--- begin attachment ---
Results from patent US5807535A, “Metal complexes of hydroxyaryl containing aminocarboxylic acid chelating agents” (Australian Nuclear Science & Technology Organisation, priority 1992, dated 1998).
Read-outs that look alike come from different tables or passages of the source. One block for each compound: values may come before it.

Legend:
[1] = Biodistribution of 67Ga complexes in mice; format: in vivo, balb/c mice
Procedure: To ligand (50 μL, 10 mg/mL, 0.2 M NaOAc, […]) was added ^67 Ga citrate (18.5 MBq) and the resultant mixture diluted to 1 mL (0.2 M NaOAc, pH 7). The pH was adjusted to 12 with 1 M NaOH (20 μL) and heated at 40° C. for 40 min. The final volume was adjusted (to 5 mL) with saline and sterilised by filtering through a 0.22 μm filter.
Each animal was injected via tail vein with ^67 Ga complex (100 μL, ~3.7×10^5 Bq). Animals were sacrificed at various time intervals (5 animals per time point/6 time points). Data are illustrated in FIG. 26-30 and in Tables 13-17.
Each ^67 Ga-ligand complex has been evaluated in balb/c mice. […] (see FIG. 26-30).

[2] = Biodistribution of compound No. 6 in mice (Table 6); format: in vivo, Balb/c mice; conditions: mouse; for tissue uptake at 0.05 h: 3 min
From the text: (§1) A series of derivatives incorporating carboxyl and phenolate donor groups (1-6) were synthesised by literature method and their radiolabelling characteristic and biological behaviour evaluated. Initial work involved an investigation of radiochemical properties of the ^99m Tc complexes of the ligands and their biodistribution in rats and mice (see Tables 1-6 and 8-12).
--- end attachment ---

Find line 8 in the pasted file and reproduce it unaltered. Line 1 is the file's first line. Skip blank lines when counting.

[2] = Biodistribution of compound No. 6 in mice (Table 6); format: in vivo, Balb/c mice; conditions: mouse; for tissue uptake at 0.05 h: 3 min